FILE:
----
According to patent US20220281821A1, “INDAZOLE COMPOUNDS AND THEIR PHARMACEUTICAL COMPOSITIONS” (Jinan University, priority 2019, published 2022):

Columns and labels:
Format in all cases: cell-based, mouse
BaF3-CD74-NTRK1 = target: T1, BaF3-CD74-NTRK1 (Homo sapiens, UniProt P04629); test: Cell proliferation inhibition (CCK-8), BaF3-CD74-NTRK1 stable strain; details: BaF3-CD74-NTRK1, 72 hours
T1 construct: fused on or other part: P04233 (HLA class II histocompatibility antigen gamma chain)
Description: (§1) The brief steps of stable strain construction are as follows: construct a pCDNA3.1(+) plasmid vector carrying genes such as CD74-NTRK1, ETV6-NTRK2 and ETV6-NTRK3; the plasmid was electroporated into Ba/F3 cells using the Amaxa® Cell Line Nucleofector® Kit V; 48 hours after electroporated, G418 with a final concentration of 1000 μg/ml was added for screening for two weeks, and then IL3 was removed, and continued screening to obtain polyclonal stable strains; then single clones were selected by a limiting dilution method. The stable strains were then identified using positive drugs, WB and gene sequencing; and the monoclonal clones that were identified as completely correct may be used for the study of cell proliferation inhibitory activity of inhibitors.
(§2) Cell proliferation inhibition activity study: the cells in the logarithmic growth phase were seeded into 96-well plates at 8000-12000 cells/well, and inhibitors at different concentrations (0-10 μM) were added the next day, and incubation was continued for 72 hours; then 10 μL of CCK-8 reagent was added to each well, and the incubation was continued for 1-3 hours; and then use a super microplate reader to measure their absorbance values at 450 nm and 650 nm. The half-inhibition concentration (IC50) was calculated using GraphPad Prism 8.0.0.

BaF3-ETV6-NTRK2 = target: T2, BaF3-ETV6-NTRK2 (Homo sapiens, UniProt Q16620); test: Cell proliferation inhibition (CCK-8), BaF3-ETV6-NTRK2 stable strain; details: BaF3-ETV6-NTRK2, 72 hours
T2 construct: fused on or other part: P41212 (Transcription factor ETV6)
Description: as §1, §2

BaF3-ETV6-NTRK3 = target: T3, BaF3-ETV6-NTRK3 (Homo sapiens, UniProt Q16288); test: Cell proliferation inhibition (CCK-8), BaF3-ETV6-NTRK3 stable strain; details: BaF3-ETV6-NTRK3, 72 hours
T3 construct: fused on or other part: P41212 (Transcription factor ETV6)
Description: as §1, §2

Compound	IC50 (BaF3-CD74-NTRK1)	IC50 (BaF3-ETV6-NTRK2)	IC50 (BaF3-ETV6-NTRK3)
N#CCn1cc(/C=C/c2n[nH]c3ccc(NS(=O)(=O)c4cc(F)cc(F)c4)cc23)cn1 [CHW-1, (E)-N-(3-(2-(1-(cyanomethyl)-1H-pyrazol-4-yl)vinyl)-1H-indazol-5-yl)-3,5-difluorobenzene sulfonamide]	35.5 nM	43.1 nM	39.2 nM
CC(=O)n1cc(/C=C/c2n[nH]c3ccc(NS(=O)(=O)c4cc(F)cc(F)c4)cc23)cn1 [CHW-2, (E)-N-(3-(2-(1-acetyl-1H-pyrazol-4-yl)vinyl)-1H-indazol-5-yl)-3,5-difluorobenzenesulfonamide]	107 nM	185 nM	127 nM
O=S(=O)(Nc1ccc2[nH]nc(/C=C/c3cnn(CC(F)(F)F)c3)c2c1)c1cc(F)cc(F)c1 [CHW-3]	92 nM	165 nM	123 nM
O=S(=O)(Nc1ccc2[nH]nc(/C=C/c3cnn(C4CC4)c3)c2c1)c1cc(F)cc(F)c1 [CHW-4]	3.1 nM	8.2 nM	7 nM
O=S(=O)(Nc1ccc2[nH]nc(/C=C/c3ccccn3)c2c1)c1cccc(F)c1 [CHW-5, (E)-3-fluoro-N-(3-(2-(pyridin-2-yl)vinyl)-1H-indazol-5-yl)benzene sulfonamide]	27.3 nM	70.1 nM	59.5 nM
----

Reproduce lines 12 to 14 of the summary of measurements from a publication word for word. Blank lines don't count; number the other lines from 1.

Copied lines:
T3 construct: fused on or other part: P41212 (Transcription factor ETV6)
Description: as §1, §2

Compound	IC50 (BaF3-CD74-NTRK1)	IC50 (BaF3-ETV6-NTRK2)	IC50 (BaF3-ETV6-NTRK3)